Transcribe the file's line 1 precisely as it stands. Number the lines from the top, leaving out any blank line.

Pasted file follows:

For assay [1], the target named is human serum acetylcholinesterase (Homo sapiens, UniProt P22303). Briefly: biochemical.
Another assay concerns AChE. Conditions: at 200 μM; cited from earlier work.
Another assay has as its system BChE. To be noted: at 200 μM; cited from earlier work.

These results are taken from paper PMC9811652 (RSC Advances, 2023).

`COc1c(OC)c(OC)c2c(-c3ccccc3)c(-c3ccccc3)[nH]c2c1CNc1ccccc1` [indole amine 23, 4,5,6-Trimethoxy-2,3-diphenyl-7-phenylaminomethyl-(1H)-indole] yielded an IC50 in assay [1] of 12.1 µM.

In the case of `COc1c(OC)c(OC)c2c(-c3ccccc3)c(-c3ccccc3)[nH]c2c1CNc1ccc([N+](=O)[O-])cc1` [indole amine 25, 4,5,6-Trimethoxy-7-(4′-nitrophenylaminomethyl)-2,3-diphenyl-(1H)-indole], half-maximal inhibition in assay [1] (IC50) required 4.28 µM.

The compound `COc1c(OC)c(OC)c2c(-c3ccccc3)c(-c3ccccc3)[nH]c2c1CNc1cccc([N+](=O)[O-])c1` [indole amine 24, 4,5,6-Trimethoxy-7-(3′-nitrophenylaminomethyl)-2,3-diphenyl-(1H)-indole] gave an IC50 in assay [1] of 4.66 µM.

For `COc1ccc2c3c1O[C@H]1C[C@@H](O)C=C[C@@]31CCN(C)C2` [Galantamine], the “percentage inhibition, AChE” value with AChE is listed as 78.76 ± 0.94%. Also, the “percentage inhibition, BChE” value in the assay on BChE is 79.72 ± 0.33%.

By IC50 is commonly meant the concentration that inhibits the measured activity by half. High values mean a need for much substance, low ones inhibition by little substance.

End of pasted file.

For assay [1], the target named is human serum acetylcholinesterase (Homo sapiens, UniProt P22303). Briefly: biochemical.